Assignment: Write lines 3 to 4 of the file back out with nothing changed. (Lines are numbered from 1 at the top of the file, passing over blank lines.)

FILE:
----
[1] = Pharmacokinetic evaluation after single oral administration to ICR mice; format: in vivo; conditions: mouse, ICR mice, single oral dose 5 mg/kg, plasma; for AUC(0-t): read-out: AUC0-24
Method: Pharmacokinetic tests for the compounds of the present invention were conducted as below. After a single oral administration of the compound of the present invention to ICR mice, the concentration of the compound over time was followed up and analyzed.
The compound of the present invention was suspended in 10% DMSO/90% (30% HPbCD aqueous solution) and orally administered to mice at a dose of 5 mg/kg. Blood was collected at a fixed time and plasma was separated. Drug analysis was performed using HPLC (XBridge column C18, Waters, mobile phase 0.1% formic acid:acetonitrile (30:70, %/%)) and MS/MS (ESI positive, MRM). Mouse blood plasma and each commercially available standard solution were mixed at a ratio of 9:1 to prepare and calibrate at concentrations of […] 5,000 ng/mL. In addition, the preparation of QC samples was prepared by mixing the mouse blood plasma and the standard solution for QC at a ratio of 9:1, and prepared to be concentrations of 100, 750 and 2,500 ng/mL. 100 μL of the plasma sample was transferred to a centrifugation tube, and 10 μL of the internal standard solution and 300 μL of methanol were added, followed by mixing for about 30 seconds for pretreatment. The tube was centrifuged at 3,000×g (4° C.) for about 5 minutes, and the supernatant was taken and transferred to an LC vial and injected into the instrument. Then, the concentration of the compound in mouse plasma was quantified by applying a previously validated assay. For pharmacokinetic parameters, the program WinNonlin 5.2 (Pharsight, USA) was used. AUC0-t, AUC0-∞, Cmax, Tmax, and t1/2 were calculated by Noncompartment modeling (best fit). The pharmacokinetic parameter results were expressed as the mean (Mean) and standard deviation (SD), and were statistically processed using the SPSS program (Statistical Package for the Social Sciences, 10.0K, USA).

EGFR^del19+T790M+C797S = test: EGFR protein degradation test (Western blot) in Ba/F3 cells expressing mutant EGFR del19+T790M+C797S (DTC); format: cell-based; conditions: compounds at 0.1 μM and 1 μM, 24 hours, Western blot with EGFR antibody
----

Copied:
The compound of the present invention was suspended in 10% DMSO/90% (30% HPbCD aqueous solution) and orally administered to mice at a dose of 5 mg/kg. Blood was collected at a fixed time and plasma was separated. Drug analysis was performed using HPLC (XBridge column C18, Waters, mobile phase 0.1% formic acid:acetonitrile (30:70, %/%)) and MS/MS (ESI positive, MRM). Mouse blood plasma and each commercially available standard solution were mixed at a ratio of 9:1 to prepare and calibrate at concentrations of […] 5,000 ng/mL. In addition, the preparation of QC samples was prepared by mixing the mouse blood plasma and the standard solution for QC at a ratio of 9:1, and prepared to be concentrations of 100, 750 and 2,500 ng/mL. 100 μL of the plasma sample was transferred to a centrifugation tube, and 10 μL of the internal standard solution and 300 μL of methanol were added, followed by mixing for about 30 seconds for pretreatment. The tube was centrifuged at 3,000×g (4° C.) for about 5 minutes, and the supernatant was taken and transferred to an LC vial and injected into the instrument. Then, the concentration of the compound in mouse plasma was quantified by applying a previously validated assay. For pharmacokinetic parameters, the program WinNonlin 5.2 (Pharsight, USA) was used. AUC0-t, AUC0-∞, Cmax, Tmax, and t1/2 were calculated by Noncompartment modeling (best fit). The pharmacokinetic parameter results were expressed as the mean (Mean) and standard deviation (SD), and were statistically processed using the SPSS program (Statistical Package for the Social Sciences, 10.0K, USA).

EGFR^del19+T790M+C797S = test: EGFR protein degradation test (Western blot) in Ba/F3 cells expressing mutant EGFR del19+T790M+C797S (DTC); format: cell-based; conditions: compounds at 0.1 μM and 1 μM, 24 hours, Western blot with EGFR antibody